A year ago on August 3, Islamic State militants stormed the homelands of Iraq’s Yazidi minority, killing hundreds of men and enslaving thousands of women. The scenes of desperate Yazidi families crowding on the top of Sinjar mountain without food or water spurred Kurdish fighters into action, an emergency airlift and the start of the U.S. airstrike campaign against the Islamic State Sunni extremists. VOA's Sharon Benh reports from northern Iraq.
Video

Video Iraqi Yazidis Fear Death of Their Community

A year ago on August 3, Islamic State militants stormed the homelands of Iraq’s Yazidi minority, killing hundreds of men and enslaving thousands of women. The scenes of desperate Yazidi families crowding on the top of Sinjar mountain without food or water spurred Kurdish fighters into action, an emergency airlift and the start of the U.S. airstrike campaign against the Islamic State Sunni extremists. VOA's Sharon Benh reports from northern Iraq.
Video

Video Bangkok Warned It Soon Could Be Submerged

Italy's Venice and America's New Orleans are not the only cities gradually submerging. The nearly ten million residents of the Bangkok urban area now must confront warnings the city could become uninhabitable in a few decades. VOA Correspondent Steve Herman reports from the Thai capital.
Video

Video Inclusive Gym Gets People With Disabilities in Fitness Spirit

Individuals with special needs are 58 percent more likely to be obese than the general population. According to the U.S. Centers for Disease Control, they also have an increased likelihood of anxiety, depression and social isolation. But a sports club outside Washington wants to make a difference in these people's lives. With Carol Pearson narrating, VOA's June Soh reports.
Video

Video Astronauts Train Underwater for Deep Space Missions

Manned deep space missions are still a long way off, but space agencies are already testing procedures, equipment and human stamina for operations in extreme environment conditions. Small groups of astronauts take turns in spending days in an underwater lab, off Florida’s southern coast, simulating future missions to some remote world. VOA’s George Putic reports.
Video

Video Special Olympics Show Competitors' Skill, Determination

Special Olympics competitions will wrap up Saturday in Los Angeles, and the closing ceremony for athletes with intellectual disabilities will be held Sunday night. In a week of competition, athletes have shown what they can do through skill and determination. VOA's Mike O'Sullivan reports.
Video

Video Civil Rights Leaders Struggled to Achieve Voting Rights Act

Fifty years ago, lawmakers approved, and U.S. President Lyndon Johnson signed, the Voting Rights Act of 1965. The measure outlawed racial discrimination in voting, giving millions of blacks in many parts of the southern United States federal enforcement of the right to vote. Correspondent Chris Simkins introduces us to some civil rights leaders who were on the front lines in the struggle for voting rights.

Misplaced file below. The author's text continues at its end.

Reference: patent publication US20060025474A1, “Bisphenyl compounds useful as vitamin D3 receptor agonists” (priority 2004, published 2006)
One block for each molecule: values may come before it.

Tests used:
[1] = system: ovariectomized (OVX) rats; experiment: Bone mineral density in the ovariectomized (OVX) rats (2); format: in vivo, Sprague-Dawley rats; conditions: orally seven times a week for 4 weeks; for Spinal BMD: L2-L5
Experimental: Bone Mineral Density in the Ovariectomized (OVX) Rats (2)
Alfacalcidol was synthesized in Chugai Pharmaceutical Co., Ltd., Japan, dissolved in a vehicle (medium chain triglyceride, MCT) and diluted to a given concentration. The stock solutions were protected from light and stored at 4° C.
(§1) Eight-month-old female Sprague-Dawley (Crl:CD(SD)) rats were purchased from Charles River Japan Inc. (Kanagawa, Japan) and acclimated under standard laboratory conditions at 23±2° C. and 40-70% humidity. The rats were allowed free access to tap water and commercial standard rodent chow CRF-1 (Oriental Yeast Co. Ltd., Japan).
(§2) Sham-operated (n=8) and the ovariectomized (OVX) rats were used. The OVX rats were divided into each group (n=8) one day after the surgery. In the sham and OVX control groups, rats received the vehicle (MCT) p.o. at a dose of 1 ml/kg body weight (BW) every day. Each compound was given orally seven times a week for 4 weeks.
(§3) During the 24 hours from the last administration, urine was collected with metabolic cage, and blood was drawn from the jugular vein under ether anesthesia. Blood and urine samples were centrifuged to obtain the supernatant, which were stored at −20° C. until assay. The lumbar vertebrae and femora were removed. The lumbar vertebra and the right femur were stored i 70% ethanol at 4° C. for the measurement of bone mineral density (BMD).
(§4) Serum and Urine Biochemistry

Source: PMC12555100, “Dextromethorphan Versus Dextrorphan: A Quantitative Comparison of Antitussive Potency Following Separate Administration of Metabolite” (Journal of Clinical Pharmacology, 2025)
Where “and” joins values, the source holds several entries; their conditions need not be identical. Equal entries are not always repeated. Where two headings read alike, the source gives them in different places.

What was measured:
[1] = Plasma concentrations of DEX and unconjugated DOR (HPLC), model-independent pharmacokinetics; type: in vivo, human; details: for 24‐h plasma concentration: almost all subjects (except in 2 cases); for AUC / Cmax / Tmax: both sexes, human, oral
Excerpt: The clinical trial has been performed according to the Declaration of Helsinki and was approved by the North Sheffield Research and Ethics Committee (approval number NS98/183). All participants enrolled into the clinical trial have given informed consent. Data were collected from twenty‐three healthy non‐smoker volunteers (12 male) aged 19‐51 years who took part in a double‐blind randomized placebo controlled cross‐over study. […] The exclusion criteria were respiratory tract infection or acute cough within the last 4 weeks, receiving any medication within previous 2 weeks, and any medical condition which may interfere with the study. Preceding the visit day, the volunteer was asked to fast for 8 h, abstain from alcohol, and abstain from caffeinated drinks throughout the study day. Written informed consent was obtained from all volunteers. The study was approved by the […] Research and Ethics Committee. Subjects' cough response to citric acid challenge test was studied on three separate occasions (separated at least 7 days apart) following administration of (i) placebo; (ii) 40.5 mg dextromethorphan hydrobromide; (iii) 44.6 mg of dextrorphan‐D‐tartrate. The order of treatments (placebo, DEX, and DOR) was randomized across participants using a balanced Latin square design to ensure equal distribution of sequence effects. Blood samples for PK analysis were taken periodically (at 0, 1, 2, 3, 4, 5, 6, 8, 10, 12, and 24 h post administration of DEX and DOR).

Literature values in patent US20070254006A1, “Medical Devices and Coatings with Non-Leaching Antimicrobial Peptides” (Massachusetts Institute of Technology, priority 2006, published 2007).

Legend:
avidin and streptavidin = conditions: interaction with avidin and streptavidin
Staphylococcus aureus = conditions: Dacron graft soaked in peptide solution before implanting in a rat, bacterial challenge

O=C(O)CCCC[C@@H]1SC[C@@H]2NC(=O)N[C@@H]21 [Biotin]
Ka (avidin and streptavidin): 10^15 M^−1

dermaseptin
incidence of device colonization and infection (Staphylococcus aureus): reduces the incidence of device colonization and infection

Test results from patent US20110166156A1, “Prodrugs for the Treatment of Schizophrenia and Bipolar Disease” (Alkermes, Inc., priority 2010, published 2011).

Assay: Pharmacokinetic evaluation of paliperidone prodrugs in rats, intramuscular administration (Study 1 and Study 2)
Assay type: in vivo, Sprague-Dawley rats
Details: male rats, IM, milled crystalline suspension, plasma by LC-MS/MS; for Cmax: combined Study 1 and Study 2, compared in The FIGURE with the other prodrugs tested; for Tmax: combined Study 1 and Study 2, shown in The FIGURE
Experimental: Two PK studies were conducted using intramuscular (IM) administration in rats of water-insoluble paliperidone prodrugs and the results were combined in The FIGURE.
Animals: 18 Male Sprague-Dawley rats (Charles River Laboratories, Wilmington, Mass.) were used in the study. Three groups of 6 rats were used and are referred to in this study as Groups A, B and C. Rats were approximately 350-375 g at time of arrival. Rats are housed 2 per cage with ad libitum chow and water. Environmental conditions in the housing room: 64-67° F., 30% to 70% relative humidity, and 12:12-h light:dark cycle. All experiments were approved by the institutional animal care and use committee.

Video

Video Shooter’s Grill: Serving Food with a Touch of the Second Amendment

Shooter's Grill, a restaurant in Rifle, Colorado, attracts visitors from all over the world as well as local patrons. The reason? Waitresses openly carry loaded firearms as they serve food, and customers are welcome to carry them, too. VOA's Enming Liu and Lin Yang paid a visit to Shooter's Grill, and heard different opinions about this unique establishment.
Video

Video Despite Controversy, Business Owner Continues Sale of Confederate Flags

At Cooter’s, a store in rural Sperryville, Virginia, about 120 kilometers west of Washington, D.C., Confederate flags are flying off the shelves. The red, white and blue battle flag, with 13 white stars representing the Confederate states, was carried by southern forces during the U.S. Civil War in the 1860s. The South had seceded from the Union over several key issues of disagreement, including slavery. VOA’s Deborah Block has the story.
Video

Video Booming London Property a ‘Haven for Dirty Money’

Billions of dollars of so-called ‘dirty money’ from the proceeds of crime - especially from Russia - are being laundered through the London property market, according to anti-corruption activists. As Henry Ridgwell reports from the British capital, the government has pledged to crack down on the practice.
Video

Video Hometown of Boy Scouts of America Founder Reacts to Gay Leader Decision

Ottawa, Illinois, is the hometown of W.D. Boyce, who founded the Boy Scouts of America in 1910. In Ottawa, where Scouting remains an important part of the legacy of the community, the end of the organization's ban on openly gay adult leaders was seen as inevitable. VOA's Kane Farabaugh reports.

VOA Blogs